In a study of 2,950 Southern California 4th, 7th, and 10th grade children, researchers found that the adverse effects of in utero exposure to maternal smoking were associated with asthma and wheezing in a number of young persons, almost exclusively affecting those who had a genetic susceptibility found in over 45 percent of the study participants. After investigating the effects of maternal smoking during pregnancy in children from 12 Southern California communities, the researchers found that the lack of a common genotype called glutathione S-transferase (GST)M1 in the children appeared to play a significant role in the development of asthma and wheezing among those exposed to smoking as fetuses. For those children who did not have the GSTM1 genotype, the investigators found that in utero smoke exposure was associated with increased prevalence of early onset asthma, asthma without current symptoms, persistent asthma, lifetime history of wheezing, wheezing with exercise, wheezing requiring medication, and emergency rooms visits for the problems during the past year. According to the authors, GST constitutes an important superfamily of metabolizing enzymes that play a central role in the elimination of foreign chemicals, as well as in antioxidant defenses. The GSTM1 null genotype was not associated with asthma outcome unless there had been fetal exposure to smoke. The research appears in the second issue for August 2002 of the American Thoracic Society's peer- reviewed American Journal of Respiratory and Critical Care Medicine.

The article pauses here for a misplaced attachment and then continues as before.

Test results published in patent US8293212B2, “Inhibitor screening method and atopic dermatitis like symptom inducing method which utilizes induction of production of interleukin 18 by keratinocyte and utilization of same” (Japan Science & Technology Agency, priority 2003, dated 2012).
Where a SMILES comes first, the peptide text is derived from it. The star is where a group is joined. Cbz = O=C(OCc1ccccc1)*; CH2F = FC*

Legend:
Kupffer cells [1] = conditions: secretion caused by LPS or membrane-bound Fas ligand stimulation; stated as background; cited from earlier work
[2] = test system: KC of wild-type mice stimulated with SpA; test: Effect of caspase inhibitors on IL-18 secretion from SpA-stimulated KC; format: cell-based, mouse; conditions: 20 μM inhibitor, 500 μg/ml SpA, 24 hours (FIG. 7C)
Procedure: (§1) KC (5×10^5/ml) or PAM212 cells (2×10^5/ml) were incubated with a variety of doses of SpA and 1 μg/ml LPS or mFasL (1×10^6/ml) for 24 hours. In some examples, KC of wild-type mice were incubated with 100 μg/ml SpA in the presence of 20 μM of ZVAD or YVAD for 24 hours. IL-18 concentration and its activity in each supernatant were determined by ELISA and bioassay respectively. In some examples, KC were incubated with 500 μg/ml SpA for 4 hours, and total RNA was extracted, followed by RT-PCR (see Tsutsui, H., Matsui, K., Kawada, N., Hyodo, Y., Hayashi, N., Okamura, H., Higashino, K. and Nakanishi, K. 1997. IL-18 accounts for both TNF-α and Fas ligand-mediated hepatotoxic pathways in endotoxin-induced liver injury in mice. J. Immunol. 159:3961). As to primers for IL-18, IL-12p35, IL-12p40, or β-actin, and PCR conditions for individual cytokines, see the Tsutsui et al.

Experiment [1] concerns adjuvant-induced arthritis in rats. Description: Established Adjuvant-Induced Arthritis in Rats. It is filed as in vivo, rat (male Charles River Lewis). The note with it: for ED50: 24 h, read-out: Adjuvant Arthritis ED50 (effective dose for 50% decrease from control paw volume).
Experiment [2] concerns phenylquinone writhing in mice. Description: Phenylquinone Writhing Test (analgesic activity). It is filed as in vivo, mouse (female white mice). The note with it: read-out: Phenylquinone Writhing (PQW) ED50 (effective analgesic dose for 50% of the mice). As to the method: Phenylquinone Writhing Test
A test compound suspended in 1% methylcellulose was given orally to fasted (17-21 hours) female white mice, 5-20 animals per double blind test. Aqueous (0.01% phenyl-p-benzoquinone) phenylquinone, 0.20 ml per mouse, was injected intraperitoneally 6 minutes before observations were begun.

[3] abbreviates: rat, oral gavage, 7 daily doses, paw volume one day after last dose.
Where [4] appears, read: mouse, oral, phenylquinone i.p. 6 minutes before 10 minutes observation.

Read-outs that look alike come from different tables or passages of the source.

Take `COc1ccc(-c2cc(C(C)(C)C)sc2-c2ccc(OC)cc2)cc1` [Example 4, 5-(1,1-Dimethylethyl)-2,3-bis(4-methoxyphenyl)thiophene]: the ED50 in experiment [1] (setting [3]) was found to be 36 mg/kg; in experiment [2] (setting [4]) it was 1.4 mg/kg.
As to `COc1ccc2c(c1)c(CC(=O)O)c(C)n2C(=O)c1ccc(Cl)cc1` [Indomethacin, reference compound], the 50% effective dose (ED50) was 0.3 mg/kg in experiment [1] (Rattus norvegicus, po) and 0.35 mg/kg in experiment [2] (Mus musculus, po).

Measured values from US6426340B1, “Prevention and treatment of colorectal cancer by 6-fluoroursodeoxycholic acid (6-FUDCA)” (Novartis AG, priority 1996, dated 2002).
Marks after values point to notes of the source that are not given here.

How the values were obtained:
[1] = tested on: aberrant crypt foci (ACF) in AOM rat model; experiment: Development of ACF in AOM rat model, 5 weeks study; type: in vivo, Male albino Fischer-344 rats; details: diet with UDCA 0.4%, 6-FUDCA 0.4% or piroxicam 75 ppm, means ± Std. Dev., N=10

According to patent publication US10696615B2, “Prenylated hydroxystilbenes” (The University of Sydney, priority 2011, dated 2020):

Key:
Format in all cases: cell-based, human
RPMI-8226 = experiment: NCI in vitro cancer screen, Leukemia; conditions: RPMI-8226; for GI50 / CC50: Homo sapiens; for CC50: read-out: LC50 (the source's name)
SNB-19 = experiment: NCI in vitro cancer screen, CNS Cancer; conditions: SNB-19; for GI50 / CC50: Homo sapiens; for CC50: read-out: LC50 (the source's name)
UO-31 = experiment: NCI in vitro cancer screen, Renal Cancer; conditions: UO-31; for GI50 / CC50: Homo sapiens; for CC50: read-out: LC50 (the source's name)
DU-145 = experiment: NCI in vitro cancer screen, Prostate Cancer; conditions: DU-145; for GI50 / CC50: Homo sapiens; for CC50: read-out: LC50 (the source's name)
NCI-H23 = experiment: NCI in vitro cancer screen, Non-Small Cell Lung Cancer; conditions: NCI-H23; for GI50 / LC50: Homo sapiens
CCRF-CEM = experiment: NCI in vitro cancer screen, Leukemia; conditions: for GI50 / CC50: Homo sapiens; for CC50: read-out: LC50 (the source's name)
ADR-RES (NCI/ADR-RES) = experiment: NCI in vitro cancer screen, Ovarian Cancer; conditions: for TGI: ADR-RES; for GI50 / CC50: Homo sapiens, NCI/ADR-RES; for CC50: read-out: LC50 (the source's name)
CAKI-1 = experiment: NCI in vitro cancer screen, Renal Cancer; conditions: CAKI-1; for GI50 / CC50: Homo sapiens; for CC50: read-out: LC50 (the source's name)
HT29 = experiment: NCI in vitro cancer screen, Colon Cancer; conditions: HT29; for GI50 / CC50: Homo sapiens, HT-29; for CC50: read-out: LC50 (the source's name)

LOW BODY WEIGHT IN CHRONIC OBSTRUCTIVE PULMONARY DISEASE PATIENTS ASSOCIATED WITH GREATER MUSCLE ATROPHY/POORER EXERCISE TOLERANCE
Despite similar degrees of lung function impairment, low weight patients with chronic obstructive pulmonary disease (COPD) showed more muscle atrophy and worse exercise capacity than did similar patients with a normal body mass index, according to Spanish investigators. The investigators showed that skeletal muscle cell death and atrophy were increased in seven COPD patients with low body mass index (BMI), as contrasted to three other groups of subjects, including eight normal weight COPD patients, eight healthy volunteers, and six sedentary volunteers. The researchers also discovered that exercise capacity in the underweight patients was better correlated with their BMI than with the degree of their airflow restriction. COPD is a slowly progressive airway disease that produces a serious decrease in lung function. This loss is associated with an abnormal inflammatory response of the lungs to noxious particles and gasses associated with long-term cigarette use. The characteristics of COPD include symptoms such as cough, sputum production, and shortness of breath on exertion. Unexplained weight loss due to skeletal muscle atrophy occurs frequently in these patients. The research appears in the second issue for August 2002 of the American Thoracic Society's peer-reviewed American Journal of Respiratory and Critical Care Medicine.
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